Spirits Under Construction
July 19, 2015
Rev. Katelyn B. Macrae, Richmond Congregational Church, UCC
2 Samuel 7:1-14a
Prayer: Dear God, may the words of my mouth and the meditations of all of our hearts be acceptable in your sight. O God our Creator, Redeemer, and Sustainer. Amen.
I was once on a planning committee for a church retreat held at the local church camp in Maine. Our theme was “Spirits Under Construction.” I went up early to help get ready for the weekend. We had all kinds of construction themed stuff to decorate with – hammers and buckets of nails, hard hats, and also caution tape. The yellow and black kind that they use at construction sites. I was really excited about the caution tape and took it upon myself to decorate and put it up on some of the trees lining the dirt road going into camp.
Well, the camp director drove into camp that afternoon and saw all of this caution tape and wondered if, unbeknownst to him, there was some kind of crime scene at camp…
Not exactly the intended reaction to my caution tape extravaganza -
Thinking about this moment now from a management perspective I can see why the camp director may have reacted this way!
I also see how beyond just setting the scene for a theme, this idea of Spirits under Construction is one that should be approached with caution, that it might be even dangerous and cause us to don a hard hat!
For the reality is that our lives, especially our spiritual lives, are like a permanent construction zone!
Sometimes we are in a building mode as we draw closer to God and soar to new spiritual heights, and sometimes our Spirits need some renovation.
We need to tear down walls, replace some rotten sills of belief, or get rid of the carpenter ants of sin that have made their way into the places in our Spirits that we cannot see until we begin peeling back layers.
Our two biblical texts today give us two different examples of how our Spirits are constantly under construction. The first story is in Second Samuel and picks up from where we left off last week with King David bringing the Ark of the Covenant into Jerusalem.
Part 1: 2 Samuel 7:1-14a
King David was in a building mood! As he was establishing himself as the ruler of Israel, he wanted to build a fitting Temple to house the Ark of the Covenant. For those of you who were here last week, we reenacted bringing the Ark of the Covenant into the city of Jerusalem with dancing and tambourines. The Ark of the Covenant was believed to be where the Holy One dwelled. It had on it two cherubim guarding the mercy seat, the place where the Holy One was thought to have sat. Whoever was in the possession of the Ark of the Covenant had an awesome responsibility.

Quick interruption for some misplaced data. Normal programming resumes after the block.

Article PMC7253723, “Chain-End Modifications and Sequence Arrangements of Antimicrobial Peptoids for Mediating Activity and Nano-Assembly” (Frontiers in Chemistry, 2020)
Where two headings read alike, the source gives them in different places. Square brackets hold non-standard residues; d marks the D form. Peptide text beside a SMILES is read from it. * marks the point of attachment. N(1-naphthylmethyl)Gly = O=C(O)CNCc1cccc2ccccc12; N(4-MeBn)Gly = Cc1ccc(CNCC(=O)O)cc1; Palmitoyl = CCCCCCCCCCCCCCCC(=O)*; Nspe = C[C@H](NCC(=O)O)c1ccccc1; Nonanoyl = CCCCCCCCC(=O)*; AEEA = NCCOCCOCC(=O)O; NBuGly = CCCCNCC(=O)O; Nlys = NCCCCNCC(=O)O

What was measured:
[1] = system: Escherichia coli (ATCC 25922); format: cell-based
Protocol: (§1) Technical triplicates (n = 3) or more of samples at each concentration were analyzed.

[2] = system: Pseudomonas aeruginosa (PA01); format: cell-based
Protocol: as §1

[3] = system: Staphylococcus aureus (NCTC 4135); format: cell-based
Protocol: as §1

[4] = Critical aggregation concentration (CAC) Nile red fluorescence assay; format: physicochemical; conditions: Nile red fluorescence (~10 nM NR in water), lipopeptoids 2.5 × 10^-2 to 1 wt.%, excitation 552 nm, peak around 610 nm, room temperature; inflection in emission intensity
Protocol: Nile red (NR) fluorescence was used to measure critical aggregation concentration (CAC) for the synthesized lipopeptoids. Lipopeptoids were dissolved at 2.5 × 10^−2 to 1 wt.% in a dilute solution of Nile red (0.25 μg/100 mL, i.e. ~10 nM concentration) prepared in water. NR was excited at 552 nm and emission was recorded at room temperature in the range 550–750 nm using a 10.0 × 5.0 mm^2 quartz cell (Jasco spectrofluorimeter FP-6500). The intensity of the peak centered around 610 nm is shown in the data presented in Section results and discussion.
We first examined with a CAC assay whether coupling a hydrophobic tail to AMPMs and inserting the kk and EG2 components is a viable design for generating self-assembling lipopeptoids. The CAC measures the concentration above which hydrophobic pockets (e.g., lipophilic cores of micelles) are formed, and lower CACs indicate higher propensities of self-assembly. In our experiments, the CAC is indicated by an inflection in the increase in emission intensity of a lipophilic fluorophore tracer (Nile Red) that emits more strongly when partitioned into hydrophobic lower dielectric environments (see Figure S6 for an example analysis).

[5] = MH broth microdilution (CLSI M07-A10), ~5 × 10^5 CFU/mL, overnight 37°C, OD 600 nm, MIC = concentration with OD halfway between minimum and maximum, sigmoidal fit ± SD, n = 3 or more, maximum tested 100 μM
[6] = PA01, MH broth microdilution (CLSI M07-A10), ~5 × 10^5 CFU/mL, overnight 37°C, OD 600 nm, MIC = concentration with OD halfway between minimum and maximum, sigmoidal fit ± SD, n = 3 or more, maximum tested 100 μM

Once in Jerusalem David made a temporary tent for the ark up on a hill, a seemingly appropriate place for God to dwell.
And then David set about making plans for his construction project. David wants to build a house for God, but God, speaking through the prophet Nathan says, David do not build me a house, instead, I will build a house for you.
Since the Ark had been constructed, this is the first time we see God moving from particularity to expansiveness. Instead of being the God of a particular tribe, God says, “I don’t want to be confined just to this place, my work is about more than that. I have a different construction project in mind.” Instead of David building a literal house of worship, God sets about building a household. This marks the start of the Davidic dynasty – a legacy which will stretch to Jesus.
Part 2: Ephesians 2:11-22
As we move from the Old Testament to the New Testament, God’s building project continues. In today’s scripture we enter Ephesus. Ephesus was an important coastal city in what is today Turkey.
In Paul’s letter to the Ephesians, Paul writes to an early church community that is divided. The Jews and the Gentiles (or as you heard the circumcised and the uncircumcised) do not see themselves as a part of the same family. Their divisions, their walls, are seemingly stronger than what unites them.
But as Paul writes he explains that Christ has broken all of these divisions down. Through Jesus, God is building a new house – for Jews and Gentiles – for all who seek God’s love. That movement that began when God said, through the prophet Nathan to King David, I will build you a house continues to expand.
Now we are all part of the same household –citizens of the same place – and this place is the community of Christ, to which all are welcome.
Hear Paul’s words again -
Ephesians 2:11-22 So then you are no longer strangers and aliens, but you are citizens with the saints and also members of the household of God, 20 built upon the foundation of the apostles and prophets, with Christ Jesus himself as the cornerstone. 21 In him the whole structure is joined together and grows into a holy temple in the Lord; 22 in whom you also are built together spiritually into a dwelling place for God.